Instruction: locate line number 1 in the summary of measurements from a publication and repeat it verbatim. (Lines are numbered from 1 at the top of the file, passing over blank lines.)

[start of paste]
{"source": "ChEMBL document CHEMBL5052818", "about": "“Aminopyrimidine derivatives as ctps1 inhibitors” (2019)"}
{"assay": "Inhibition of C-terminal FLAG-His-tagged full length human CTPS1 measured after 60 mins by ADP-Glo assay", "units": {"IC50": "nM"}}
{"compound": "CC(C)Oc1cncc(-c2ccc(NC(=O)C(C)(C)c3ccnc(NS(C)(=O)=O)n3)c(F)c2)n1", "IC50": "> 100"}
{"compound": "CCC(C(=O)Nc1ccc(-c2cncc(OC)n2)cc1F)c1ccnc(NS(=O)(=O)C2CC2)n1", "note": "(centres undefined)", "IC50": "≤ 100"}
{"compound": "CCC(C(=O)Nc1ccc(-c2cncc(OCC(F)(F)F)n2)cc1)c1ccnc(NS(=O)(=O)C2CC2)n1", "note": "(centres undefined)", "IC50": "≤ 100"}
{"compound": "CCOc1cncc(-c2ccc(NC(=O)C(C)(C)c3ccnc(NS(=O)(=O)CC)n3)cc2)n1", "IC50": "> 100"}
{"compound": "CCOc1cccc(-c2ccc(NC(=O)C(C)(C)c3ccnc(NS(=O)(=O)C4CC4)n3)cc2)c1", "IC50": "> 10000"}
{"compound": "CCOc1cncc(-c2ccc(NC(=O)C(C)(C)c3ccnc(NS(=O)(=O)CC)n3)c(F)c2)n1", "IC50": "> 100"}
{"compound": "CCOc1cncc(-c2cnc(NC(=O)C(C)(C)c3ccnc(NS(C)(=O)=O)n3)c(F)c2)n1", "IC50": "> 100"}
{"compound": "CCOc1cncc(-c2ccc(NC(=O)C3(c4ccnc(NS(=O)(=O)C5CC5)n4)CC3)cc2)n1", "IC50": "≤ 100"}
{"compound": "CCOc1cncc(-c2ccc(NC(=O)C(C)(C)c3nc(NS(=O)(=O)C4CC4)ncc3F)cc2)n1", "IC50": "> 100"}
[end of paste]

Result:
{"source": "ChEMBL document CHEMBL5052818", "about": "“Aminopyrimidine derivatives as ctps1 inhibitors” (2019)"}